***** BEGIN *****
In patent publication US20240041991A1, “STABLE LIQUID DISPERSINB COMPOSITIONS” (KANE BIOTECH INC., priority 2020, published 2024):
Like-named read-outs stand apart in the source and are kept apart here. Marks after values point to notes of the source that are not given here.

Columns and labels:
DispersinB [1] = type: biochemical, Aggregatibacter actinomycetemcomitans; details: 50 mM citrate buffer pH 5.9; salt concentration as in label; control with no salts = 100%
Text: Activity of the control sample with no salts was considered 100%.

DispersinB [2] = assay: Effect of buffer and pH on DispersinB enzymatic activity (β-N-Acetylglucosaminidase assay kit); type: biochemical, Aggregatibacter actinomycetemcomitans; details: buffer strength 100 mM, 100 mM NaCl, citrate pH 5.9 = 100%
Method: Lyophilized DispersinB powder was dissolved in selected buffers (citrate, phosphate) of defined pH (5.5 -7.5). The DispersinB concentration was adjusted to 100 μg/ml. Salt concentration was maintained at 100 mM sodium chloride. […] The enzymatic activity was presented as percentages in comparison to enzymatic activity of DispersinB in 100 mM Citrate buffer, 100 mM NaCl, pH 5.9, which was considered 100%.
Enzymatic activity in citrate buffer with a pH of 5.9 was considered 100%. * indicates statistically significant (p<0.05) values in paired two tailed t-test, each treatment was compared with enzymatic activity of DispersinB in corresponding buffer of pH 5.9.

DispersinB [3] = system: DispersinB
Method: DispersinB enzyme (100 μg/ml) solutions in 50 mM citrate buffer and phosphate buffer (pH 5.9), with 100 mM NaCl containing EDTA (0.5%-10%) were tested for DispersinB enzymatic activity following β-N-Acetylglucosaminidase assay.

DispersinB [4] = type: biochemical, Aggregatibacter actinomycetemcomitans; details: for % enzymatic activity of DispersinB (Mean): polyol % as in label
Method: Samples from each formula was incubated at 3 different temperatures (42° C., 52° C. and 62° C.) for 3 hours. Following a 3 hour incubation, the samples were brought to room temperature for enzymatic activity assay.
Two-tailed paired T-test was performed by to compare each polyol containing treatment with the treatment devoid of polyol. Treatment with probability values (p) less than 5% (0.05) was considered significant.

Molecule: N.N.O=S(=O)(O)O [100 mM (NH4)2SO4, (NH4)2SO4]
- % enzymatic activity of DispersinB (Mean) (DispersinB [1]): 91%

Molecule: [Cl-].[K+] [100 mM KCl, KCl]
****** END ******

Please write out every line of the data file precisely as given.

In patent publication US20240041991A1, “STABLE LIQUID DISPERSINB COMPOSITIONS” (KANE BIOTECH INC., priority 2020, published 2024):
Like-named read-outs stand apart in the source and are kept apart here. Marks after values point to notes of the source that are not given here.

Columns and labels:
DispersinB [1] = type: biochemical, Aggregatibacter actinomycetemcomitans; details: 50 mM citrate buffer pH 5.9; salt concentration as in label; control with no salts = 100%
Text: Activity of the control sample with no salts was considered 100%.

DispersinB [2] = assay: Effect of buffer and pH on DispersinB enzymatic activity (β-N-Acetylglucosaminidase assay kit); type: biochemical, Aggregatibacter actinomycetemcomitans; details: buffer strength 100 mM, 100 mM NaCl, citrate pH 5.9 = 100%
Method: Lyophilized DispersinB powder was dissolved in selected buffers (citrate, phosphate) of defined pH (5.5 -7.5). The DispersinB concentration was adjusted to 100 μg/ml. Salt concentration was maintained at 100 mM sodium chloride. […] The enzymatic activity was presented as percentages in comparison to enzymatic activity of DispersinB in 100 mM Citrate buffer, 100 mM NaCl, pH 5.9, which was considered 100%.
Enzymatic activity in citrate buffer with a pH of 5.9 was considered 100%. * indicates statistically significant (p<0.05) values in paired two tailed t-test, each treatment was compared with enzymatic activity of DispersinB in corresponding buffer of pH 5.9.

DispersinB [3] = system: DispersinB
Method: DispersinB enzyme (100 μg/ml) solutions in 50 mM citrate buffer and phosphate buffer (pH 5.9), with 100 mM NaCl containing EDTA (0.5%-10%) were tested for DispersinB enzymatic activity following β-N-Acetylglucosaminidase assay.

DispersinB [4] = type: biochemical, Aggregatibacter actinomycetemcomitans; details: for % enzymatic activity of DispersinB (Mean): polyol % as in label
Method: Samples from each formula was incubated at 3 different temperatures (42° C., 52° C. and 62° C.) for 3 hours. Following a 3 hour incubation, the samples were brought to room temperature for enzymatic activity assay.
Two-tailed paired T-test was performed by to compare each polyol containing treatment with the treatment devoid of polyol. Treatment with probability values (p) less than 5% (0.05) was considered significant.

Molecule: N.N.O=S(=O)(O)O [100 mM (NH4)2SO4, (NH4)2SO4]
- % enzymatic activity of DispersinB (Mean) (DispersinB [1]): 91%

Molecule: [Cl-].[K+] [100 mM KCl, KCl]